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Generic Name: oxytocin

It works by causing the uterus to contract
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What is this medicine?

OXYTOCIN (ox i TOE sin) is a man-made form of a natural hormone. It works by causing the uterus to contract. It is used to increase the strength of contractions of the uterus. It can be used during childbirth to speed delivery or after childbirth to control bleeding. It is also used clear the uterus after an incomplete abortion or miscarriage.

What should I tell my health care provider before I take this medicine?

They need to know if you have any of these conditions:
  • any condition where vaginal childbirth is unwanted like cervical cancer, herpes infection, oversized fetal head
  • dangerous position of the fetus, placenta, or umbilical cord
  • history of uterine surgery like cesarean section
  • pregnant many times before
  • uterus over stimulated
  • an unusual or allergic reaction to oxytocin, other medicines, foods, dyes, or preservatives
  • pregnant or trying to get pregnant
  • breast-feeding

How should I use this medicine?

This medicine is for infusion into a vein. It is given by a health care professional in a hospital or clinic setting.

Talk to your pediatrician regarding the use of this medicine in children. Special care may be needed.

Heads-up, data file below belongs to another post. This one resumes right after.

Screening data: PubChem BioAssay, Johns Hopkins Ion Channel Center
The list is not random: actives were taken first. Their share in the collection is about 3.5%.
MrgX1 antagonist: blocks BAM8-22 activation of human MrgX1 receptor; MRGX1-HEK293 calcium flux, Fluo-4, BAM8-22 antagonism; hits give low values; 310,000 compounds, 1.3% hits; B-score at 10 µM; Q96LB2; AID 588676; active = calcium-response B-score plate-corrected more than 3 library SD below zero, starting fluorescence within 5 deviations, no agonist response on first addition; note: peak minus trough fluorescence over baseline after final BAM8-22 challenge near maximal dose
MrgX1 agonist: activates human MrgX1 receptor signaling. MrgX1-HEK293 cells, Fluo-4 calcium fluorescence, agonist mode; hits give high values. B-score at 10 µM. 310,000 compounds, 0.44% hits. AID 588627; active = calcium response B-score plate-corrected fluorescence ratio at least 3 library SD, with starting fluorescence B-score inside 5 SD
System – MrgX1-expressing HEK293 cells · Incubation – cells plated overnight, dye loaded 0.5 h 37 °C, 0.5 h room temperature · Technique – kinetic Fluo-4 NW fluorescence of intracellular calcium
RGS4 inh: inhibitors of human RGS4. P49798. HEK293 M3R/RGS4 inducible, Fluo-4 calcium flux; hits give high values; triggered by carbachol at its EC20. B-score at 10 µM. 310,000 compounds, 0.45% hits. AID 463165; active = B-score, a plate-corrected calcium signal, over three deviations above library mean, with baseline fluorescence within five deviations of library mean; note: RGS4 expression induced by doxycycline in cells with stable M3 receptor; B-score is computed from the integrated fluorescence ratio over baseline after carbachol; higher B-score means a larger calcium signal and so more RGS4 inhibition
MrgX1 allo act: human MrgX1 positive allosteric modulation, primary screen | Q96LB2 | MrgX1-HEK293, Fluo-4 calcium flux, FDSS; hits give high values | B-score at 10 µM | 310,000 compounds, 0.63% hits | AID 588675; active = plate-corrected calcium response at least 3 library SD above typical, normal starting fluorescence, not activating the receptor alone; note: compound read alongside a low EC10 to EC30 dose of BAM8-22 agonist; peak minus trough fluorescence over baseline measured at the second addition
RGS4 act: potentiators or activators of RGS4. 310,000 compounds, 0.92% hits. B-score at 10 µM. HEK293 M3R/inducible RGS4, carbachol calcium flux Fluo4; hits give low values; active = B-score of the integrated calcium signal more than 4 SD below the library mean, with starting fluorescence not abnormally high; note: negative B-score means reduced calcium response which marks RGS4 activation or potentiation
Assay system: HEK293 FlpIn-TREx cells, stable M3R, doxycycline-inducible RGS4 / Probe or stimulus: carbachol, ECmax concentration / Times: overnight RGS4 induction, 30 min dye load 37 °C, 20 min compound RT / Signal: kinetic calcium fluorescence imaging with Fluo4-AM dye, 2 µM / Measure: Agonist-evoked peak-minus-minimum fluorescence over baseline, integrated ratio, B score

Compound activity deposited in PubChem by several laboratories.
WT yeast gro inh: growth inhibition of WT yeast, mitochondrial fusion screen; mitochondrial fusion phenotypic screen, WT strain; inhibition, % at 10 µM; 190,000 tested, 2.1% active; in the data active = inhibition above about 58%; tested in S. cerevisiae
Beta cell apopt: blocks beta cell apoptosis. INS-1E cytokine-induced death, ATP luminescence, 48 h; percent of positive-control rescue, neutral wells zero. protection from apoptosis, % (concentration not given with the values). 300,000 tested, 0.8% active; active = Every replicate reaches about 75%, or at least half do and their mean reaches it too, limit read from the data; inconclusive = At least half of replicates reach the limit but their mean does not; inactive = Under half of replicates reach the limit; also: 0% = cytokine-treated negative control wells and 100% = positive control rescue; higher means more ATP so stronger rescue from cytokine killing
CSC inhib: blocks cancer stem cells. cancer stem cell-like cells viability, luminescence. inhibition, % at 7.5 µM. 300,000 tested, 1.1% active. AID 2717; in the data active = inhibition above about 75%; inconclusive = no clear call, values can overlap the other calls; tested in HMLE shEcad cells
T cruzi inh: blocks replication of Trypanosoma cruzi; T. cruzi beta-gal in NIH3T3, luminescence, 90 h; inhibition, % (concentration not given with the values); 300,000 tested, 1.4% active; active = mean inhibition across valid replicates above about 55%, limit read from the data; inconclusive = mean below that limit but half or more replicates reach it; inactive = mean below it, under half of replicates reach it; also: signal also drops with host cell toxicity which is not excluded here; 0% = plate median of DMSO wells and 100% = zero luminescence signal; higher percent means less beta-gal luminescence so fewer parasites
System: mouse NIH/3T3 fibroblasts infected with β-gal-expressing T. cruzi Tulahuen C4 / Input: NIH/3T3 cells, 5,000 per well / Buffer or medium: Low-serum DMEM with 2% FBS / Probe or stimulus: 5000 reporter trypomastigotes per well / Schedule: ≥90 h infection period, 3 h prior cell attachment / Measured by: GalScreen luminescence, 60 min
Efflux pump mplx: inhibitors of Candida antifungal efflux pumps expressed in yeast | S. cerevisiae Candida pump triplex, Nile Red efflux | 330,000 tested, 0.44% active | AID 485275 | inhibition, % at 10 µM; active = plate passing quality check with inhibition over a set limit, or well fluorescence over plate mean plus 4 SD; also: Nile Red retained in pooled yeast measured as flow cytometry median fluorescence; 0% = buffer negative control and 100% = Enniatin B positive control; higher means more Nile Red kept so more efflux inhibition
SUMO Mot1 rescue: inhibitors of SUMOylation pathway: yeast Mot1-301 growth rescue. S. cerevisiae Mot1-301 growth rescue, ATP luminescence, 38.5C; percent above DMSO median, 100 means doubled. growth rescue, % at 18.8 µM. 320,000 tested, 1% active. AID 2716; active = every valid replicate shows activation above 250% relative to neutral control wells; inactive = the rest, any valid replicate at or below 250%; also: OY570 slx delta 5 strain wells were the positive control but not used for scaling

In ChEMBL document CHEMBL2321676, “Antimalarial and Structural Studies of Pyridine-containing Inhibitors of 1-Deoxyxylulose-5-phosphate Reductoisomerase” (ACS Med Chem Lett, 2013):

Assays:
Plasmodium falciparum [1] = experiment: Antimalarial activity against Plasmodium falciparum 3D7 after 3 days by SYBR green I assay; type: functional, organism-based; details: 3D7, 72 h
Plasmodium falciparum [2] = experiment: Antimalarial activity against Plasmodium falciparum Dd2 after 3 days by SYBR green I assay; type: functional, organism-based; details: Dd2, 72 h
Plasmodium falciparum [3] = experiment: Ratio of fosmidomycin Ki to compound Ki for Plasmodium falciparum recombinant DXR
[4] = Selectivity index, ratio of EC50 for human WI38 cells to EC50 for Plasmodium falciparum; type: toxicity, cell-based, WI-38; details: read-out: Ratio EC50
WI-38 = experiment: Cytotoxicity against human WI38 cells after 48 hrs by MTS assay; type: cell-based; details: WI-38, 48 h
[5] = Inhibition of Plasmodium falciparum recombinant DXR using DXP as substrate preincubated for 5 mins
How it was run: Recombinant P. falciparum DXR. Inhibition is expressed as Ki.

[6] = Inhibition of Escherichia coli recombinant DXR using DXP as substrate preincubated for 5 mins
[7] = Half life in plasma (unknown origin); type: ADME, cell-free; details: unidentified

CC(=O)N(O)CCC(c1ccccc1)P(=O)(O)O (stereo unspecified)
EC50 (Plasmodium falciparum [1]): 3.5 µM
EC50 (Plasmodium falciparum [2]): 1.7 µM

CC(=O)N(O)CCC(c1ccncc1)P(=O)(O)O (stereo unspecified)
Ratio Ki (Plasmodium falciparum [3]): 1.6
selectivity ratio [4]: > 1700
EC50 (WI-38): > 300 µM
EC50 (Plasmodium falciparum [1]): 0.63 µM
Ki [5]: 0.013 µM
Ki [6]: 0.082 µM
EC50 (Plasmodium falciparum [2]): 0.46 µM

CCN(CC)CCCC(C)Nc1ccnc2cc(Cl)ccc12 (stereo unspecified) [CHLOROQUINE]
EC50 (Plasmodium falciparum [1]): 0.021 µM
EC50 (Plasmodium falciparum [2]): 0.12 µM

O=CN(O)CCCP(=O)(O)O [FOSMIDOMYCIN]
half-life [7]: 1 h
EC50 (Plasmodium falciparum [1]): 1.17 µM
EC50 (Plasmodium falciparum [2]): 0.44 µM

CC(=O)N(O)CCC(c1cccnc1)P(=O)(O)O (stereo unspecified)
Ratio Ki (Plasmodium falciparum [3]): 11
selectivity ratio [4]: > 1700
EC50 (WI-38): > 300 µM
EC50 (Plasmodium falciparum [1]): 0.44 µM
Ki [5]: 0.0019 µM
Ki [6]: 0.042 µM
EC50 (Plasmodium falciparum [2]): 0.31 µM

What if I miss a dose?

This does not apply.

What may interact with this medicine?

Do not take this medicine with any of the following medications:
  • Ephedra, Ma Huang

This medicine may also interact with the following medications:

  • dinoprostone, prostaglandin E2
  • medicines for blood pressure
  • medicines used for sleep during surgery
  • other medicines to contract the uterus

What should I watch for while using this medicine?

Your condition will be monitored carefully while you are receiving this medicine.

What side effects may I notice from receiving this medicine?

Side effects that you should report to your doctor or health care professional as soon as possible:
  • allergic reactions like skin rash, itching or hives, swelling of the face, lips, or tongue
  • breathing problems
  • excessive or continuing vaginal bleeding
  • fast, irregular heartbeat
  • feeling faint or lightheaded, falls
  • high blood pressure
  • seizures
  • unusual bleeding or bruising
  • unusual swelling, sudden weight gain

Side effects that usually do not require medical attention (report to your doctor or health care professional if they continue or are bothersome):

  • headache
  • nausea and vomiting

Where should I keep my medicine?

This drug is given in a hospital or clinic and will not be stored at home.

Remember, keep this and all other medicines out of the reach of children, never share your medicines with others, and use this medication only for the indication prescribed.


All visitors to AARP.org should seek expert medical care and consult their own physicians for any specific health issues. Read this disclaimer in its entirety.
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Note: This information is not intended to cover all possible uses, precautions, interactions, or adverse effects for this drug. If you have question about the drug(s) you are taking, check with your health care professional.
 
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